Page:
Analysis: The player the Crusaders cannot afford to be without

Richie Mo'unga in action against the Highlanders in round two - the only match the Crusaders have won this season.

Six years ago, when Blues coach Leon MacDonald was an assistant coach of the Crusaders as the red and blacks began a run of six Super Rugby championships, he was asked about a then 23-year-old first-five by the name of Richie Mo’unga.

The occasion was a final press conference before the Crusaders played the British and Irish Lions in Christchurch, and MacDonald’s inquisitor wanted to get an idea about Mo’unga’s readiness for what back then was one of the biggest games of his career. He had made his Crusaders debut a year earlier.

"There is a lot of Dan Carter in Richie Mo'unga," MacDonald replied. "Very rarely do you see him rattled at all, at any level. He's very casual ... I think you need that temperament as a 10 because there's a lot of pressure.

“He doesn't seem to be fazed and for a young guy to control a team like the Crusaders, with a lot of big personalities, a lot of big strong men who have played a lot of rugby - to run the ship as confidently as he does at his age is a real credit to him."

MacDonald’s answer could have put more pressure on Mo’unga and for him to respond in that way spoke volumes about the player’s talent and his coaches’ confidence in him.

On Saturday, the man who has since played 44 Tests for the All Blacks will run out for the red and blacks against the MacDonald-coached Blues at Eden Park; the scene of last year’s Super Rugby grand final where Mo’unga played a starring role against a familiar rival in Beauden Barrett.

The Crusaders lost against the Lions on a cold June night – they don’t lose many when Mo’unga starts for them – and in fact a case can easily be made that right now, in his final Super Rugby season, he has never been more important for his franchise.

He was, of course, instrumental in the Crusaders’ crushing final victory over the Blues in the middle of last year which snapped the home side’s 14-game winning streak.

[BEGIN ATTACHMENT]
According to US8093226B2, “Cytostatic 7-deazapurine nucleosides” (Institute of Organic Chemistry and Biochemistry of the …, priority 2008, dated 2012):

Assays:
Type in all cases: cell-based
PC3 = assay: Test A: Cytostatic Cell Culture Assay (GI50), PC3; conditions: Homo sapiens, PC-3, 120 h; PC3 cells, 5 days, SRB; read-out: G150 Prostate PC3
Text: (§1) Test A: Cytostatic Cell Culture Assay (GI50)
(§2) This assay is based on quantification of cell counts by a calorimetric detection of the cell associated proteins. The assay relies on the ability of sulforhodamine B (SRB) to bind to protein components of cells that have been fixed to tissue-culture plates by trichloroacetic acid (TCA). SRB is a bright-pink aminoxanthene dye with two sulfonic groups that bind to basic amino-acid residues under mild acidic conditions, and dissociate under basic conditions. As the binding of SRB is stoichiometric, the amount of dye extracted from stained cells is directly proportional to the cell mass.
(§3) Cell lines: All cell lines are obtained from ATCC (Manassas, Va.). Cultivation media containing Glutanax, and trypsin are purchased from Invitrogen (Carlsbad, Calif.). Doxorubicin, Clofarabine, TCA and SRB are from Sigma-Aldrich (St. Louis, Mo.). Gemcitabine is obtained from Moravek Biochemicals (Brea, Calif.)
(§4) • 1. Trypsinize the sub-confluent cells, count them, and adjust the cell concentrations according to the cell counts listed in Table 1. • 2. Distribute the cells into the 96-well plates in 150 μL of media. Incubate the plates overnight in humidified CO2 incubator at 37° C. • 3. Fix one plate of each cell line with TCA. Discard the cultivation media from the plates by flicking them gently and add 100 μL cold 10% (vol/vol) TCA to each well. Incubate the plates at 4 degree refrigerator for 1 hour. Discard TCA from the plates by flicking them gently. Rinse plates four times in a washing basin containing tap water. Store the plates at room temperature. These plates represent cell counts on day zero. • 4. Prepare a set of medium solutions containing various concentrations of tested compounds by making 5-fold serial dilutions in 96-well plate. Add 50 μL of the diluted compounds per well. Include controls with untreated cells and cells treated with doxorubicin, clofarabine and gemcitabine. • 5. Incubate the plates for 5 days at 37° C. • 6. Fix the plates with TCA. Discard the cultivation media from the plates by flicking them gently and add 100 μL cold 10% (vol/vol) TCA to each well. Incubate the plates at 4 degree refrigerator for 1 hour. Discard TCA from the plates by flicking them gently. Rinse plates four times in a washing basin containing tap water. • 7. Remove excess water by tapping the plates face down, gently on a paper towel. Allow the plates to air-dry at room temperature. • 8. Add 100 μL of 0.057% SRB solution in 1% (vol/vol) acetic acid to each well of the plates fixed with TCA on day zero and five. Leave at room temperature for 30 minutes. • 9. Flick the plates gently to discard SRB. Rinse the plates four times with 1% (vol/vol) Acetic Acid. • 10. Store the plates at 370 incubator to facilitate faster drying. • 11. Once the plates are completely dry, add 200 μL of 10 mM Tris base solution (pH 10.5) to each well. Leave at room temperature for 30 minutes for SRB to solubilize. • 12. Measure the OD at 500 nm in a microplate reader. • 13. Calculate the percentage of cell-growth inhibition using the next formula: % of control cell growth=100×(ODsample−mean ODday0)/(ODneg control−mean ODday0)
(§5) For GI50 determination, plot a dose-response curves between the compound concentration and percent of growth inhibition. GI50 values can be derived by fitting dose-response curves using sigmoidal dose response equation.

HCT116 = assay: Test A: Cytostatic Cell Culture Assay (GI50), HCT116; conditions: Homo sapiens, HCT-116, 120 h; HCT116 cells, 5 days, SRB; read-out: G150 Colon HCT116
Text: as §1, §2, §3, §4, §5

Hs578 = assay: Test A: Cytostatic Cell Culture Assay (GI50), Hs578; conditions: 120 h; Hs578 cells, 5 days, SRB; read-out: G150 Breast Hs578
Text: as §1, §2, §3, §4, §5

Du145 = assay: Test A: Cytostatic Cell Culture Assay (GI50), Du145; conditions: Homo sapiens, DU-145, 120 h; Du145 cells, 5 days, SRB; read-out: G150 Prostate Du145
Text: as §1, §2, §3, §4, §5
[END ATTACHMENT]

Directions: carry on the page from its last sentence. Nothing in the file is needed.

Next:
Quite simply, Mo’unga is a player the Crusaders cannot do without and is becoming more important to them by the year.

Richie Mo'unga shakes hands with Beauden Barrett after navigating the Crusaders to victory over the Blues in last year's grand final.

If last weekend’s surprise defeat to the Drua in Lautoka was a glimpse of the future without Mo’unga - a player at the height of his powers who is cashing in on an overseas contract after the World Cup - then it is not a promising one.

Coach Scott Robertson will also be gone next year and while Fergus Burke is a competent footballer who does the fundamentals well, it was clear against the Drua that the Crusaders are not the same team without Mo’unga at the helm.

They scored four tries against the Drua but three of them came via lineout drives. Their attack was, to put it politely, stilted against a fired-up side who wanted to prove a point in difficult, hot conditions. In fact, it was notable for its lack of direction.

Once their experienced second-five David Havili left the field with an injury in the first half, Burke, 23, was under even more pressure. The Drua’s backs made five clean breaks throughout. The Crusaders made one all game through centre Braydon Ennor.

One of Mo’unga’s most obvious talents is his ability to commit an opposition’s defence and therefore create space for his outside backs.

But it’s his game awareness, especially in big matches, which sets him apart, and Saturday’s is a big one for the Crusaders.

They will run on to Eden Park with a 1-2 start to the season and while they have time to find something resembling championship-winning form – the top eight of 12 sides make the playoffs in one of the most undemanding cuts in rugby – serious questions of their credentials will be asked should they drop another.

Is the World Cup a distraction to their many All Blacks? What about Robertson and the All Blacks' coaching drama?

As ever, Mo’unga is the answer.

And the Crusaders must make the most of him while they can.


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